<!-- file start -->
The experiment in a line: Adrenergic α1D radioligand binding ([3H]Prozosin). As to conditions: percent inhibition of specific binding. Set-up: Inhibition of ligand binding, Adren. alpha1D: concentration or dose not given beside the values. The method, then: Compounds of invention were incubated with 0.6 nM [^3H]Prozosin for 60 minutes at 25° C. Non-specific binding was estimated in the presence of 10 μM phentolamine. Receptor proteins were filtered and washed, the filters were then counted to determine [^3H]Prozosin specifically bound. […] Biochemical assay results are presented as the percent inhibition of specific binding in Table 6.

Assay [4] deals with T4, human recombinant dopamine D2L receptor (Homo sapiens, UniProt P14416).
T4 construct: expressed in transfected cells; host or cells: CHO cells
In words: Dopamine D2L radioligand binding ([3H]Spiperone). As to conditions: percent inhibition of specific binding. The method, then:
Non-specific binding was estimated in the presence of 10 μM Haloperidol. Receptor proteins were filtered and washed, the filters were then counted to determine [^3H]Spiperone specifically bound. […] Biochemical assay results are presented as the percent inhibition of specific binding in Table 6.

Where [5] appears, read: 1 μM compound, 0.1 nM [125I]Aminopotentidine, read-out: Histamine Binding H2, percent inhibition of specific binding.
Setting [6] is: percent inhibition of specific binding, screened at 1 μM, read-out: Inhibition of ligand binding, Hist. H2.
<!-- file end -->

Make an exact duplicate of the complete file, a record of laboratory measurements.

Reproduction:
The experiment in a line: Adrenergic α1D radioligand binding ([3H]Prozosin). As to conditions: percent inhibition of specific binding. Set-up: Inhibition of ligand binding, Adren. alpha1D: concentration or dose not given beside the values. The method, then: Compounds of invention were incubated with 0.6 nM [^3H]Prozosin for 60 minutes at 25° C. Non-specific binding was estimated in the presence of 10 μM phentolamine. Receptor proteins were filtered and washed, the filters were then counted to determine [^3H]Prozosin specifically bound. […] Biochemical assay results are presented as the percent inhibition of specific binding in Table 6.

Assay [4] deals with T4, human recombinant dopamine D2L receptor (Homo sapiens, UniProt P14416).
T4 construct: expressed in transfected cells; host or cells: CHO cells
In words: Dopamine D2L radioligand binding ([3H]Spiperone). As to conditions: percent inhibition of specific binding. The method, then:
Non-specific binding was estimated in the presence of 10 μM Haloperidol. Receptor proteins were filtered and washed, the filters were then counted to determine [^3H]Spiperone specifically bound. […] Biochemical assay results are presented as the percent inhibition of specific binding in Table 6.

Where [5] appears, read: 1 μM compound, 0.1 nM [125I]Aminopotentidine, read-out: Histamine Binding H2, percent inhibition of specific binding.
Setting [6] is: percent inhibition of specific binding, screened at 1 μM, read-out: Inhibition of ligand binding, Hist. H2.